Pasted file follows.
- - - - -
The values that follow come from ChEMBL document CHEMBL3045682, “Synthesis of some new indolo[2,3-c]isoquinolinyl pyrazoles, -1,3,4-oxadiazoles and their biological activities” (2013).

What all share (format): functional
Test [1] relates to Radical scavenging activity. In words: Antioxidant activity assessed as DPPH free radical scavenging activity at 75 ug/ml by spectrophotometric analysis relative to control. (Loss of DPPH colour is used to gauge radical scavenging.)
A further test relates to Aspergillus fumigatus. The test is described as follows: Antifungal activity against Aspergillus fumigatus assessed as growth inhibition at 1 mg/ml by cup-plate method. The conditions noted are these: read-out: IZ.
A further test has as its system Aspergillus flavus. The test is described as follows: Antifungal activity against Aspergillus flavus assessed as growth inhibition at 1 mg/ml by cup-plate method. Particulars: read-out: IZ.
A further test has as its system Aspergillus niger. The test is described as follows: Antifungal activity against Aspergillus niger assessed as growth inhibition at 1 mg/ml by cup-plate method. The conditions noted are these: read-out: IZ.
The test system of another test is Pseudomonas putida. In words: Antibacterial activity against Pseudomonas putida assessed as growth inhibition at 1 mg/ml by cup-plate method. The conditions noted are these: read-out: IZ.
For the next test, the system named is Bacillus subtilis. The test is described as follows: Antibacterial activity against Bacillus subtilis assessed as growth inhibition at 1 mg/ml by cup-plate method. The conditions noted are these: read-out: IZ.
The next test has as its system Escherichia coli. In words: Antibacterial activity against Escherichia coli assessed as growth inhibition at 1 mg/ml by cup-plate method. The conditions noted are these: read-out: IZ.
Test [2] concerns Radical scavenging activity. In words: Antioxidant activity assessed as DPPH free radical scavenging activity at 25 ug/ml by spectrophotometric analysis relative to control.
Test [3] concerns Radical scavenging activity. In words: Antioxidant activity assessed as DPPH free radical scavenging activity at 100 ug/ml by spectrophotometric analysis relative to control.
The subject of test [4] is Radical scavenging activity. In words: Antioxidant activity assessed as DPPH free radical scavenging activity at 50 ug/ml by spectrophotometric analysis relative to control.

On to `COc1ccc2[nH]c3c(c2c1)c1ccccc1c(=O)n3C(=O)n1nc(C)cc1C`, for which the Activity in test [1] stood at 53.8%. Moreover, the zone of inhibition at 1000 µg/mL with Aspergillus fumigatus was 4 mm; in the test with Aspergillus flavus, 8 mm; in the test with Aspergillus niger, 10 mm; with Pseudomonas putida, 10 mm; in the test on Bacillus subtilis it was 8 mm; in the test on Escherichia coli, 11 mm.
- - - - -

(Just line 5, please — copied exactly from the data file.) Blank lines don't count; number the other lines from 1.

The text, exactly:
A further test has as its system Aspergillus flavus. The test is described as follows: Antifungal activity against Aspergillus flavus assessed as growth inhibition at 1 mg/ml by cup-plate method. Particulars: read-out: IZ.